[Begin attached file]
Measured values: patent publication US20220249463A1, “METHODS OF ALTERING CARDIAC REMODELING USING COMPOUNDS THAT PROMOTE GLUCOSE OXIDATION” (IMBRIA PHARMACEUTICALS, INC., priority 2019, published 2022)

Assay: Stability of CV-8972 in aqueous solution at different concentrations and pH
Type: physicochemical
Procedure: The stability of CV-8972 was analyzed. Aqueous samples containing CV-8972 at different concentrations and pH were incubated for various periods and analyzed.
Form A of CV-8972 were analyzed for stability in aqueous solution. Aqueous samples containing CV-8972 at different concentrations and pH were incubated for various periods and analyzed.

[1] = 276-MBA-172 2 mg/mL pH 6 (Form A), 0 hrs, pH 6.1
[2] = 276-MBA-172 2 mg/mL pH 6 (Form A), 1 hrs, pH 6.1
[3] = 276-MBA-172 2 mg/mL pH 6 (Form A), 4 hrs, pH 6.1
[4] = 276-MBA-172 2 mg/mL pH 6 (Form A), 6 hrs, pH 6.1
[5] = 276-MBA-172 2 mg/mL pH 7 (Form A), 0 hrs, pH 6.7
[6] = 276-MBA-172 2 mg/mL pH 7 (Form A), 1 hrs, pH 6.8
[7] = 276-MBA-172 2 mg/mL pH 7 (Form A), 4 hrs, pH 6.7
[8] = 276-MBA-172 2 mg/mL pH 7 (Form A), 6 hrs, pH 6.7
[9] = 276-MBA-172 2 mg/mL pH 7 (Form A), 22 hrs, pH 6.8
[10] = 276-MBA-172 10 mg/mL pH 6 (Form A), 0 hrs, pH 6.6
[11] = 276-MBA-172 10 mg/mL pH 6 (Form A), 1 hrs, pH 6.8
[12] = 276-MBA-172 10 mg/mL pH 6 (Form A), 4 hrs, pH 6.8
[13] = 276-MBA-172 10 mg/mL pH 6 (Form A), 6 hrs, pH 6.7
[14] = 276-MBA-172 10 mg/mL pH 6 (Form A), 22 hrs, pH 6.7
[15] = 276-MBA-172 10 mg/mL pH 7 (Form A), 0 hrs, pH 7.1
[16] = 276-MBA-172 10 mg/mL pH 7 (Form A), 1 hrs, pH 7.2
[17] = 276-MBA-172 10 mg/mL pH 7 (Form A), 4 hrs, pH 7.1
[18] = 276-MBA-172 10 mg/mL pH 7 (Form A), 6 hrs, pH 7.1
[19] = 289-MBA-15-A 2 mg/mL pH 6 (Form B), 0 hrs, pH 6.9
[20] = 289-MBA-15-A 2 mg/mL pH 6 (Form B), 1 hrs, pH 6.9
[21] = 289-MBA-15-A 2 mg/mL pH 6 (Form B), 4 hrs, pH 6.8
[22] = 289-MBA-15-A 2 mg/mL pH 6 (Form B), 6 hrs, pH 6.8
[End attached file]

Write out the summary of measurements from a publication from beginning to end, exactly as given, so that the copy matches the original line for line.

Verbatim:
Measured values: patent publication US20220249463A1, “METHODS OF ALTERING CARDIAC REMODELING USING COMPOUNDS THAT PROMOTE GLUCOSE OXIDATION” (IMBRIA PHARMACEUTICALS, INC., priority 2019, published 2022)

Assay: Stability of CV-8972 in aqueous solution at different concentrations and pH
Type: physicochemical
Procedure: The stability of CV-8972 was analyzed. Aqueous samples containing CV-8972 at different concentrations and pH were incubated for various periods and analyzed.
Form A of CV-8972 were analyzed for stability in aqueous solution. Aqueous samples containing CV-8972 at different concentrations and pH were incubated for various periods and analyzed.

[1] = 276-MBA-172 2 mg/mL pH 6 (Form A), 0 hrs, pH 6.1
[2] = 276-MBA-172 2 mg/mL pH 6 (Form A), 1 hrs, pH 6.1
[3] = 276-MBA-172 2 mg/mL pH 6 (Form A), 4 hrs, pH 6.1
[4] = 276-MBA-172 2 mg/mL pH 6 (Form A), 6 hrs, pH 6.1
[5] = 276-MBA-172 2 mg/mL pH 7 (Form A), 0 hrs, pH 6.7
[6] = 276-MBA-172 2 mg/mL pH 7 (Form A), 1 hrs, pH 6.8
[7] = 276-MBA-172 2 mg/mL pH 7 (Form A), 4 hrs, pH 6.7
[8] = 276-MBA-172 2 mg/mL pH 7 (Form A), 6 hrs, pH 6.7
[9] = 276-MBA-172 2 mg/mL pH 7 (Form A), 22 hrs, pH 6.8
[10] = 276-MBA-172 10 mg/mL pH 6 (Form A), 0 hrs, pH 6.6
[11] = 276-MBA-172 10 mg/mL pH 6 (Form A), 1 hrs, pH 6.8
[12] = 276-MBA-172 10 mg/mL pH 6 (Form A), 4 hrs, pH 6.8
[13] = 276-MBA-172 10 mg/mL pH 6 (Form A), 6 hrs, pH 6.7
[14] = 276-MBA-172 10 mg/mL pH 6 (Form A), 22 hrs, pH 6.7
[15] = 276-MBA-172 10 mg/mL pH 7 (Form A), 0 hrs, pH 7.1
[16] = 276-MBA-172 10 mg/mL pH 7 (Form A), 1 hrs, pH 7.2
[17] = 276-MBA-172 10 mg/mL pH 7 (Form A), 4 hrs, pH 7.1
[18] = 276-MBA-172 10 mg/mL pH 7 (Form A), 6 hrs, pH 7.1
[19] = 289-MBA-15-A 2 mg/mL pH 6 (Form B), 0 hrs, pH 6.9
[20] = 289-MBA-15-A 2 mg/mL pH 6 (Form B), 1 hrs, pH 6.9
[21] = 289-MBA-15-A 2 mg/mL pH 6 (Form B), 4 hrs, pH 6.8
[22] = 289-MBA-15-A 2 mg/mL pH 6 (Form B), 6 hrs, pH 6.8